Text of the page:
The Republican candidate for Governor of Virginia is caught in the Dark Ages according to a graduate thesis he wrote. Being he was 34 at the time and consequently tried to legislate 10 of the 14 key points while in the state legislature this exposure of his extreme, fringe views on sexuality and women’s rights is exploding this race open. Bob McDonnell says contraception should not be permitted for unmarried women (he says nothing about unmarried men) because he thinks working Moms are a detriment to society.
McDonnell wishes to legislate people’s sex lives and wishes to impose a theocratic imposition of Biblical laws on Virginia. This means he does not believe in democracy and wishes to have a theocracy. This is a huge issue. Rick Santorum holds the same beliefs for example. McDonnell thinks women should NOT get equal pay for equal work, women’s reproductive rights would be criminalized, victims of rape and incest would have no right to abortions and favors covenant marriages. McDonnell went to evangelical Regent College, Pat Robertson’s school for extremists. Though trying to dismiss the thesis as ancient history this man needs to wake up from the Dark Ages himself. He was 34 years old and used his time in the House of Delegates trying to turn these beliefs into law.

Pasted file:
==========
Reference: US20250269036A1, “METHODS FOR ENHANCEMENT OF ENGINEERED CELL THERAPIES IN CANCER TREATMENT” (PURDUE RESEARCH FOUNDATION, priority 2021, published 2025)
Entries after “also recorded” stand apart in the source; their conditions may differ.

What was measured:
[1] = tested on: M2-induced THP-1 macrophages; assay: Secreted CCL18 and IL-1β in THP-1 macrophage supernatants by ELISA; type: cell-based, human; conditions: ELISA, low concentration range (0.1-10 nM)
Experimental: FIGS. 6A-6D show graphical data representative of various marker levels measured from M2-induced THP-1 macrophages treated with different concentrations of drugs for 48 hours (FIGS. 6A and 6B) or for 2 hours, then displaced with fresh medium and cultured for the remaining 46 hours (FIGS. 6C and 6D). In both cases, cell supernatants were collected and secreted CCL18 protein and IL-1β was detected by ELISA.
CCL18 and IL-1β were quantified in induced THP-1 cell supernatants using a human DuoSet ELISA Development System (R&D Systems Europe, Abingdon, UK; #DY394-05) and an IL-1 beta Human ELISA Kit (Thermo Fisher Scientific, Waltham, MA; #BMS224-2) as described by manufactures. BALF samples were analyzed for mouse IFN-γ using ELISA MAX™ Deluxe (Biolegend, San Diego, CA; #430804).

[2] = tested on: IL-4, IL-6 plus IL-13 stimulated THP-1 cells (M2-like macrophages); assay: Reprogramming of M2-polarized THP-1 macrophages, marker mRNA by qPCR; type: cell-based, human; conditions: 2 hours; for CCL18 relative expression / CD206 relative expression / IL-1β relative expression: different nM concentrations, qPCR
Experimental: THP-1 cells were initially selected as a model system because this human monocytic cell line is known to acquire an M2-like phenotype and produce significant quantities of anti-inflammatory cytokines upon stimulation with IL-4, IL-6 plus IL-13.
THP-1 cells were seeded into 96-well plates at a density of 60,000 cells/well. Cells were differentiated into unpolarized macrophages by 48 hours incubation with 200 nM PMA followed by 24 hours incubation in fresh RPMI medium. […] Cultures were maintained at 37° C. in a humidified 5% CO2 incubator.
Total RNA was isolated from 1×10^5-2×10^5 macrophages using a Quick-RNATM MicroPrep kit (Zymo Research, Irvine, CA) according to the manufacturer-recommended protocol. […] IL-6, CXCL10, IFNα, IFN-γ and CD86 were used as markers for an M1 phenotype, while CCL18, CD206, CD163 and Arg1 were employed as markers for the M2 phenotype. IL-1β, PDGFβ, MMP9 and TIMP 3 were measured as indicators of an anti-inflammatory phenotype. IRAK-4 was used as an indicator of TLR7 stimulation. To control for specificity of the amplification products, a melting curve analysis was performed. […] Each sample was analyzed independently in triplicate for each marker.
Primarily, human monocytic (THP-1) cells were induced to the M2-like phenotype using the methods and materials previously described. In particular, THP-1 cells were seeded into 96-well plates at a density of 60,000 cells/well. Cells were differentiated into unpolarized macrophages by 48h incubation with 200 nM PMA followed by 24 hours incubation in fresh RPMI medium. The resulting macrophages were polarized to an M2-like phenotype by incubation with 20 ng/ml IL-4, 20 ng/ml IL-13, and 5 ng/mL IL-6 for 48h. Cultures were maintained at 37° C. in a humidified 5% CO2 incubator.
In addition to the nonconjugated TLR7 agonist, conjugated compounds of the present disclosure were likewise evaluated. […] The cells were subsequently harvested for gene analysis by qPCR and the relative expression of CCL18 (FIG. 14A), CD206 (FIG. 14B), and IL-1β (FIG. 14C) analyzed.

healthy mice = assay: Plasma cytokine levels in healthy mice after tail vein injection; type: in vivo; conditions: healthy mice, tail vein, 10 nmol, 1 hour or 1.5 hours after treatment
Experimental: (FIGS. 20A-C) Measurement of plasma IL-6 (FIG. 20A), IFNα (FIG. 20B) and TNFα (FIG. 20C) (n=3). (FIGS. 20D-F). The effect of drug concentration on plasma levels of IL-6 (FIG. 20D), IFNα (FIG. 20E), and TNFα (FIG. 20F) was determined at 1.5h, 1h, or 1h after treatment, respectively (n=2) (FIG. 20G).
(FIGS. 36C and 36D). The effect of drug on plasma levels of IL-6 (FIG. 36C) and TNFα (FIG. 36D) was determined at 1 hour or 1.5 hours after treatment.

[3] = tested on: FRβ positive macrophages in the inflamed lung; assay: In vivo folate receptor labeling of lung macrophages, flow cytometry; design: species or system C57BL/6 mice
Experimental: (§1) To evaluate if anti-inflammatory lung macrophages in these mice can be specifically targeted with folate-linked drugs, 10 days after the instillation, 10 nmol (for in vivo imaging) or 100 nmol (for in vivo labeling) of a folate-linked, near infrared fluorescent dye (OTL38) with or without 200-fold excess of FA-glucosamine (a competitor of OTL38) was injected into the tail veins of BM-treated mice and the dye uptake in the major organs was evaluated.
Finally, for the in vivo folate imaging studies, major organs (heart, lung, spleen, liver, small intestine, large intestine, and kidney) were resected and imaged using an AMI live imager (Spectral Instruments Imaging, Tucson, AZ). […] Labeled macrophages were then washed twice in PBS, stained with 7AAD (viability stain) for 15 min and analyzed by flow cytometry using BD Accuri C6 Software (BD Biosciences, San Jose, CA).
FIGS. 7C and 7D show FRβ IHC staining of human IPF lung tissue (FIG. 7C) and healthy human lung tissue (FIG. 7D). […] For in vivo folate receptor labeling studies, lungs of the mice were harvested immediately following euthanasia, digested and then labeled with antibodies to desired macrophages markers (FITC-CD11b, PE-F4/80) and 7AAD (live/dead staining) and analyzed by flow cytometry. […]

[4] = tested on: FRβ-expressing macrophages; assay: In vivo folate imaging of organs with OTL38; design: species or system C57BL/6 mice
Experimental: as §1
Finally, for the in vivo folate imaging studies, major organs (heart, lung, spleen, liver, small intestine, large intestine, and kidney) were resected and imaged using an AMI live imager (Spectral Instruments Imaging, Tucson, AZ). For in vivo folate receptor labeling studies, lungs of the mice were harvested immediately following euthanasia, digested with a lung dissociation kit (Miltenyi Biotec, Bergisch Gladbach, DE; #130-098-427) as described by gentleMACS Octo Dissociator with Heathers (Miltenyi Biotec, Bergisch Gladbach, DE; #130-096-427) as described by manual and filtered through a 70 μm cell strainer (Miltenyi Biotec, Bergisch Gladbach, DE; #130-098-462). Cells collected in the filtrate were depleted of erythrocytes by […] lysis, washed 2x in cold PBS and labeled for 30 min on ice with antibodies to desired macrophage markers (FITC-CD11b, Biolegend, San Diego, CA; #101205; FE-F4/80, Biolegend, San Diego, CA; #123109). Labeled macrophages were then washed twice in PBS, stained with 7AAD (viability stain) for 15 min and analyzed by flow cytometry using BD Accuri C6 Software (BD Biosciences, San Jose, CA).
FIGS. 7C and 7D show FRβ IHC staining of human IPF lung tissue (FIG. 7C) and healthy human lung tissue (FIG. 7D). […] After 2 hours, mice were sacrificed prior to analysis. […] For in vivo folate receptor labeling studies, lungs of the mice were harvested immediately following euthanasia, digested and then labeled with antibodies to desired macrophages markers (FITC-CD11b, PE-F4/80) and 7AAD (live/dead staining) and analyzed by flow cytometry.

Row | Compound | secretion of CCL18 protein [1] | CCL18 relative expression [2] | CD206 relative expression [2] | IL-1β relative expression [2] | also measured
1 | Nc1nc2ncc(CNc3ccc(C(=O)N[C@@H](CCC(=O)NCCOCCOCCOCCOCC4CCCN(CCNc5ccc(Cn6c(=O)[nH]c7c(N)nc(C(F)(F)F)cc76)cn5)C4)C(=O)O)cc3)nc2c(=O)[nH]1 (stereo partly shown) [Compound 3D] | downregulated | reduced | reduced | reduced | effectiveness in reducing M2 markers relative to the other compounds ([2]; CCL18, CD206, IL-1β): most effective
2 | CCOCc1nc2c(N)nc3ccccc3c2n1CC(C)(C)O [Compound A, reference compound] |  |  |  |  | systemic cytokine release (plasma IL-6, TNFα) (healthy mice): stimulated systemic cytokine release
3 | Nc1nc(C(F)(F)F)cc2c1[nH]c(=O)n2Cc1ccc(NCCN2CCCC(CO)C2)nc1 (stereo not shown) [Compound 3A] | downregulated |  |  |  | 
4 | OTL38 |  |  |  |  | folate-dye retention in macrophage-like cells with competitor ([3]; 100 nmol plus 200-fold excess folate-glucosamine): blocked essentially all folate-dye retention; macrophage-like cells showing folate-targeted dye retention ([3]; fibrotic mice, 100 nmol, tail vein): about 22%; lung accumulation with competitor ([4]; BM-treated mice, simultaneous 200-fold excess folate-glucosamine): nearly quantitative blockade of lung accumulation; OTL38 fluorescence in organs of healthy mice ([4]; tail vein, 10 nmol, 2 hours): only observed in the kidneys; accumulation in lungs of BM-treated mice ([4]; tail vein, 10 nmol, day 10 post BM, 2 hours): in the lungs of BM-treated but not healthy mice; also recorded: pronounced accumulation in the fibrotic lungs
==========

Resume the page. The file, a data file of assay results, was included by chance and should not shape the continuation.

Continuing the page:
“Leaders must correct the conventional folklore about the separation of church and state,” he wrote. “Historically, the religious liberty guarantees of the First Amendment were intended to prevent government encroachment upon the free church, not eliminate the impact of religion on society.”
He argued for covenant marriage, a legally distinct type of marriage intended to make it more difficult to obtain a divorce. He advocated character education programs in public schools to teach “traditional Judeo-Christian values” and other principles that he thought many youths were not learning in their homes. He called for less government encroachment on parental authority, for example, redefining child abuse to “exclude parental spanking.” He lamented the “purging of religious influence” from public schools. And he criticized federal tax credits for child care expenditures because they encouraged women to enter the workforce.
“Further expenditures would be used to subsidize a dynamic new trend of working women and feminists that is ultimately detrimental to the family by entrenching status-quo of nonparental primary nurture of children,” he wrote.
It is time Virginians rejected as history these Medieval beliefs and delegate McDonnell to the Dark Ages cave in which he should reside.